One of the mysteries of the English language finally explained.
often in imperative Be merciful; show pity.
be compassionate, be kind, be merciful, be lenient, be sympathetic, be considerate, take pity, have mercyView synonyms
- ‘Ideally, you should be bold and tell him face to face, but have a heart and do it when you two are alone.’
- ‘You may not have a heart, but your bank balance can bleed too.’
- ‘I have a heart for the underdog, and I will do everything in my power to help them succeed as models.’
- ‘Here in the heartland we have a heart for families, and this is how deeply we feel about marriage.’
- ‘They've given over a million dollars through our services to the evacuees there and so they have a heart.’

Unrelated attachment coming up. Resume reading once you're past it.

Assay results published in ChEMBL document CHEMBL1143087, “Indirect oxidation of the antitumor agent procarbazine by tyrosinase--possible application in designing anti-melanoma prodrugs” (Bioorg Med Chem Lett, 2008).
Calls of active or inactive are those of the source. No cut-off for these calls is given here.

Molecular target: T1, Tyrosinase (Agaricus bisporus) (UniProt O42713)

- ‘And while you may well have a brain, you most certainly don't have a heart.’
- ‘This is a spoiled-rotten kid who doesn't have a clue - who doesn't have a heart!’
- ‘However, if you see me sniffing forlornly tomorrow morning on the Northern Line, have a heart, eh?’
- ‘People from outside saw that we're not just ‘as tough as nails’ but have a heart.’
- ‘The love and affection lavished on her made very good photographs and showed that India did have a heart.’
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